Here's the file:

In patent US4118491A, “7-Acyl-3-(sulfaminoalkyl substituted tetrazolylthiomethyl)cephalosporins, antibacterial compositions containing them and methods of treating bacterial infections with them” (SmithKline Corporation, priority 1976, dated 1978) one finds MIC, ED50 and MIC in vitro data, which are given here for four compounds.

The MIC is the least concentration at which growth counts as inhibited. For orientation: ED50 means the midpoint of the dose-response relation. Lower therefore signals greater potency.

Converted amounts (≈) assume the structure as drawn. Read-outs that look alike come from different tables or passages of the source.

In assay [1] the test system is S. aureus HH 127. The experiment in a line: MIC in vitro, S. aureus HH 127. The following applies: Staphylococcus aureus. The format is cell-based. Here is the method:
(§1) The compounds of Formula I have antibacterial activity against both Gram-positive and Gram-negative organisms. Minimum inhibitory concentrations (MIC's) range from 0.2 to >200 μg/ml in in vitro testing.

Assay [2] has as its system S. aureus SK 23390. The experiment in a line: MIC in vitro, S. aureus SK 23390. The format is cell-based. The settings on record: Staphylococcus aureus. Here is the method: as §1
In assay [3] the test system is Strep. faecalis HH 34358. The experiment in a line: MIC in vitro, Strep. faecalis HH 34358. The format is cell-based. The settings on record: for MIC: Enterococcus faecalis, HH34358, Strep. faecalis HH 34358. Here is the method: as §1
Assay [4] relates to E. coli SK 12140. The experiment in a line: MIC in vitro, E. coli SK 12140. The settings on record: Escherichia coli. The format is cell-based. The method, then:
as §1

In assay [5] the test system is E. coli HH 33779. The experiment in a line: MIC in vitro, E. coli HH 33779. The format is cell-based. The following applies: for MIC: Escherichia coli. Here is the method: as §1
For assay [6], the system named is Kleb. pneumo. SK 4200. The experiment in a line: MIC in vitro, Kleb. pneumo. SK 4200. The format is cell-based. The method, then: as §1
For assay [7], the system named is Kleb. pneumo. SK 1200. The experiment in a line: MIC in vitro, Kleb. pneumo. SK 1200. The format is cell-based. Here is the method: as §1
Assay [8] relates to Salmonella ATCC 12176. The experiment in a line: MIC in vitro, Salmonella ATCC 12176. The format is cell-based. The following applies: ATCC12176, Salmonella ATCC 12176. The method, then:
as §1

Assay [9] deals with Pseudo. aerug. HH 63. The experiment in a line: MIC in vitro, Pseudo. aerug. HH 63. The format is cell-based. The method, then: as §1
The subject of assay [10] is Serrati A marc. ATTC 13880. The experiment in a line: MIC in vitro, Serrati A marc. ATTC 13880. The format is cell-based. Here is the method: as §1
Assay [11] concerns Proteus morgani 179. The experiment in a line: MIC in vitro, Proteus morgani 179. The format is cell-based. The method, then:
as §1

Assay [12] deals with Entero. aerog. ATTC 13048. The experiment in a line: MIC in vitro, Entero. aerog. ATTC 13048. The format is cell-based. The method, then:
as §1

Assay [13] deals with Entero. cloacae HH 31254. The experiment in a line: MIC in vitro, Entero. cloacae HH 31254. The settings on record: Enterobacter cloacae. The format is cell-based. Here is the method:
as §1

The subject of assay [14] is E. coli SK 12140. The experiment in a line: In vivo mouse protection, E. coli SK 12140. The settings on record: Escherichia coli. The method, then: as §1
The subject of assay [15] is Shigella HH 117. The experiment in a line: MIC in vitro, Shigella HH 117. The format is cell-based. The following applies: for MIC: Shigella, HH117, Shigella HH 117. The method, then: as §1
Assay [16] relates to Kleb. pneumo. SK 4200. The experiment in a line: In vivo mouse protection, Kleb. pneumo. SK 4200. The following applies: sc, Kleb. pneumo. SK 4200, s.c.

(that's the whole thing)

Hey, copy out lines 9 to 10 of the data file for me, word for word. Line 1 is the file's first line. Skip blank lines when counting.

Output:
as §1

In assay [5] the test system is E. coli HH 33779. The experiment in a line: MIC in vitro, E. coli HH 33779. The format is cell-based. The following applies: for MIC: Escherichia coli. Here is the method: as §1